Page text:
At long last the soil is warming up. At long last the weather is beginning to favour the vegetable gardener. Yesterday's main task was to get my first sowing of broad beans in. Space permitting I would like to make a second sowing by the middle of June. Maybe a trifle late, but hopefully we will have a long hot autumn.
A beech hedge surrounds the vegetable patch. A few of last year's desiccated leaves are still hanging on to the branches, stubbornly ignoring the nascent Mexican wave of fresh leaf growth that is gradually unfurling around them. A blackbird, half hidden by the branches of the hedge and seemingly oblivious to my presence kept up a constant song to its hidden or hoped for mate. Above me three pairs of swallows dived across the sky in staccato bursts, occasionally resting on a nearby telephone wire. But, hey ho, the gardening must proceed. Labor omnia vincit and all that jazz.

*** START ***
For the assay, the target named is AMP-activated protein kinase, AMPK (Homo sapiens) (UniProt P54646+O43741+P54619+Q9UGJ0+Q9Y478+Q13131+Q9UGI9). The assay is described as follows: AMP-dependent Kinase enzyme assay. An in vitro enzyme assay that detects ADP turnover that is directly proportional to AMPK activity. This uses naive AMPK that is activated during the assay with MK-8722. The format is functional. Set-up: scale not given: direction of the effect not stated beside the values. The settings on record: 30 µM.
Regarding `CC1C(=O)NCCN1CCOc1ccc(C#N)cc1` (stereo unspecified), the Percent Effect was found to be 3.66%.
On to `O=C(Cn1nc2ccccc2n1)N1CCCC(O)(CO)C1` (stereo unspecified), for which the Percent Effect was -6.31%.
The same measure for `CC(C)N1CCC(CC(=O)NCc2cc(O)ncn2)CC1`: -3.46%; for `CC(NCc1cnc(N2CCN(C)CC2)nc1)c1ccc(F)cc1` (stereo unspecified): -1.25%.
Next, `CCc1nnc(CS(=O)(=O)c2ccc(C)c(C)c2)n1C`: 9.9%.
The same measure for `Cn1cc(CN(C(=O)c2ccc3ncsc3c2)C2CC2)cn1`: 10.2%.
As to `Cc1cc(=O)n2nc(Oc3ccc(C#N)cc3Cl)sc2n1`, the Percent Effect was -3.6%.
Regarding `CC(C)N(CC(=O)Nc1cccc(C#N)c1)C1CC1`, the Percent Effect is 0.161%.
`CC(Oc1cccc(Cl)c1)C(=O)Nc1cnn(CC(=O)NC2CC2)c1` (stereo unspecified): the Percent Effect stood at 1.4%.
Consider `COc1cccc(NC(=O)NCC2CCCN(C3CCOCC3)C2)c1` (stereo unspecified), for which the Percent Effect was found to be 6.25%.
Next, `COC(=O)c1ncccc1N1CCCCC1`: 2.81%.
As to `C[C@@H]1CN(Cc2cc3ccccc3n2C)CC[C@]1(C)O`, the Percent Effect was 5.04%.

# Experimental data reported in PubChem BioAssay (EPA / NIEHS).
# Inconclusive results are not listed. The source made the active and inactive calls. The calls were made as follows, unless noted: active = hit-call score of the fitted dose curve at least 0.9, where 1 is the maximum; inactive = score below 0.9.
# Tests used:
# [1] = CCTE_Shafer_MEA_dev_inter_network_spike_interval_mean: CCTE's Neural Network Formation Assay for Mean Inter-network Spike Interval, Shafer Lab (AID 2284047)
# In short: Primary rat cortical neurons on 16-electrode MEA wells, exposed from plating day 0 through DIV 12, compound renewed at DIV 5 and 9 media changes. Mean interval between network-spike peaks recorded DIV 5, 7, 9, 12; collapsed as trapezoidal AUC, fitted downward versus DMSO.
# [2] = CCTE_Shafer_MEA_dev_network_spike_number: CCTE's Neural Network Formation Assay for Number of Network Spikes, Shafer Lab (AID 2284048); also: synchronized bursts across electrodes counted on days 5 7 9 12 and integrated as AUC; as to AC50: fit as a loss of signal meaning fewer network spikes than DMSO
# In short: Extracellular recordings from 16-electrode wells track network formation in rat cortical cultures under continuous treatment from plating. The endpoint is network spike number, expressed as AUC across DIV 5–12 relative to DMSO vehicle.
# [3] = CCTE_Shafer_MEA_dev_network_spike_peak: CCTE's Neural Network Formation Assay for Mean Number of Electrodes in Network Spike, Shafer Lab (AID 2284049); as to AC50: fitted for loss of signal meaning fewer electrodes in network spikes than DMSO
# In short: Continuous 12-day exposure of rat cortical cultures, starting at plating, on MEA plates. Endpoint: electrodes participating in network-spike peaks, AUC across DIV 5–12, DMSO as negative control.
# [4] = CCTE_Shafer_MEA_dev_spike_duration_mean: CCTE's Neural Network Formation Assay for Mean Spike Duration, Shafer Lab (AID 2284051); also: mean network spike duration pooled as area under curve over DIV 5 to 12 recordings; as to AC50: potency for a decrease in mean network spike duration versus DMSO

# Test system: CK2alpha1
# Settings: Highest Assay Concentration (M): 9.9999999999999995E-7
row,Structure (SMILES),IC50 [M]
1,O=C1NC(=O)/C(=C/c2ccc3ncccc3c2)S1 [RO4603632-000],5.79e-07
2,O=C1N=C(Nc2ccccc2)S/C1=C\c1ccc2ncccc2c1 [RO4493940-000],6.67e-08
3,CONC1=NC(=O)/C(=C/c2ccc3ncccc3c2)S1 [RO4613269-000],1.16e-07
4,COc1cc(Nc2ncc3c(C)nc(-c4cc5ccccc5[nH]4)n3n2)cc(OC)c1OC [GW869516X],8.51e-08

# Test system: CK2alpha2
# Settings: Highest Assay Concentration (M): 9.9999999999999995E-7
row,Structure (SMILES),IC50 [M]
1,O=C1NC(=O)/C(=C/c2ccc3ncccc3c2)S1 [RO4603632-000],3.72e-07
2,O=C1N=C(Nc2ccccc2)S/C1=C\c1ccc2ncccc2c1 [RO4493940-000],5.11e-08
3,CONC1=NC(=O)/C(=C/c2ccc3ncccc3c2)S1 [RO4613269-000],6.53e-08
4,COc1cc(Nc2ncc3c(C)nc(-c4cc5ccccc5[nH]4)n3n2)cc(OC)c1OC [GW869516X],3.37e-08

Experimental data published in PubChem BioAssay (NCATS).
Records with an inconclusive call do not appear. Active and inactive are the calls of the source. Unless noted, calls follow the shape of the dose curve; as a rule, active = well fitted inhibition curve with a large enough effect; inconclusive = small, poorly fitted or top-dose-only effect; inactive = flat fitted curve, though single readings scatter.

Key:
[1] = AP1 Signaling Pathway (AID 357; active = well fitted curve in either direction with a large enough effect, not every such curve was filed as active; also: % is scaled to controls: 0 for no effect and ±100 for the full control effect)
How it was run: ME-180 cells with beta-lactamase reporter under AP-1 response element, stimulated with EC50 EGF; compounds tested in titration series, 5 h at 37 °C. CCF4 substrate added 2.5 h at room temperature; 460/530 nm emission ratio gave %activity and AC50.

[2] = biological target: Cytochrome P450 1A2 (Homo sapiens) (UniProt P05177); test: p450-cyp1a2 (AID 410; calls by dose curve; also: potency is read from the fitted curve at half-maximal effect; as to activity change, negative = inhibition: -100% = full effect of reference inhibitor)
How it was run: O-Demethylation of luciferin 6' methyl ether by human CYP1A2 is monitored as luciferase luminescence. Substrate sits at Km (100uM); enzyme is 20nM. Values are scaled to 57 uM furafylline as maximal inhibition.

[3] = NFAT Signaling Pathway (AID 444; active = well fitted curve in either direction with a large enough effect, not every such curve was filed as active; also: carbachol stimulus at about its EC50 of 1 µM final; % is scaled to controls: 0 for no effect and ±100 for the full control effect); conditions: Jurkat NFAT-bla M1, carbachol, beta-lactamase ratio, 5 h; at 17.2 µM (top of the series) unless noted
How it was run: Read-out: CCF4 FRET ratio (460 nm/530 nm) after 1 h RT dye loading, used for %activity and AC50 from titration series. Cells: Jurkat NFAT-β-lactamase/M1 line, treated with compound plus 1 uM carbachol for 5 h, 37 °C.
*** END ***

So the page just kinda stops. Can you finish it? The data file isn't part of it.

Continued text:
I find that Broad bean plants need more support than the seed packets tend to suggest. The bed in which I have sown the beans, (Kelvedon Wonder), is about eighteen feet wide. I have three posts along the course of the planting with five or so cross members at various heights. The cross members have holes drilled in them at either side and this allows me to thread through the supporting nylon cord/garden twine. (Builders' line can provides a cheaper alternative). I have sown a double row of bean seeds. The rows are about ten inches apart and the beans in each row are approximately four inches apart.